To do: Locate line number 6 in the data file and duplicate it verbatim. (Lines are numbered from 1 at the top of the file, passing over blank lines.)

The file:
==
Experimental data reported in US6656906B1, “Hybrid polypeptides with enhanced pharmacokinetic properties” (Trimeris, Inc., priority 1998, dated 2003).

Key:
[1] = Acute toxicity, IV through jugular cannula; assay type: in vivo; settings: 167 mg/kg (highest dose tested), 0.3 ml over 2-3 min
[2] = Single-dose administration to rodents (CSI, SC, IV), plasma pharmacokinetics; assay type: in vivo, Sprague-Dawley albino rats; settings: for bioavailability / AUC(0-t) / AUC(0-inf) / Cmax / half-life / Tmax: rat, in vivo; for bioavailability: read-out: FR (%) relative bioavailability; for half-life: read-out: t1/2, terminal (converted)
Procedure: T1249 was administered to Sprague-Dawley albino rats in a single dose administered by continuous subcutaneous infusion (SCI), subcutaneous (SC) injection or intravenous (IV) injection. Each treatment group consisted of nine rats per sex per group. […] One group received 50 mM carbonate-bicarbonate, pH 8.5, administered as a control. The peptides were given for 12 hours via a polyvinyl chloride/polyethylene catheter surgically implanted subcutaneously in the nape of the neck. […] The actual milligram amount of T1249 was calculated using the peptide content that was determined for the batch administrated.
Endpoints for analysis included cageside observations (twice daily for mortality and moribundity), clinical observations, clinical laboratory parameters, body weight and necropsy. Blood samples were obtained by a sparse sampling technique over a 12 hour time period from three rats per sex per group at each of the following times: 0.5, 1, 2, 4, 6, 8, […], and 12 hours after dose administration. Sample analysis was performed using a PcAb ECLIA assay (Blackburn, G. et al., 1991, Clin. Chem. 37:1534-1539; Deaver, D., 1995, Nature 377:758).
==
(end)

Endpoints for analysis included cageside observations (twice daily for mortality and moribundity), clinical observations, clinical laboratory parameters, body weight and necropsy. Blood samples were obtained by a sparse sampling technique over a 12 hour time period from three rats per sex per group at each of the following times: 0.5, 1, 2, 4, 6, 8, […], and 12 hours after dose administration. Sample analysis was performed using a PcAb ECLIA assay (Blackburn, G. et al., 1991, Clin. Chem. 37:1534-1539; Deaver, D., 1995, Nature 377:758).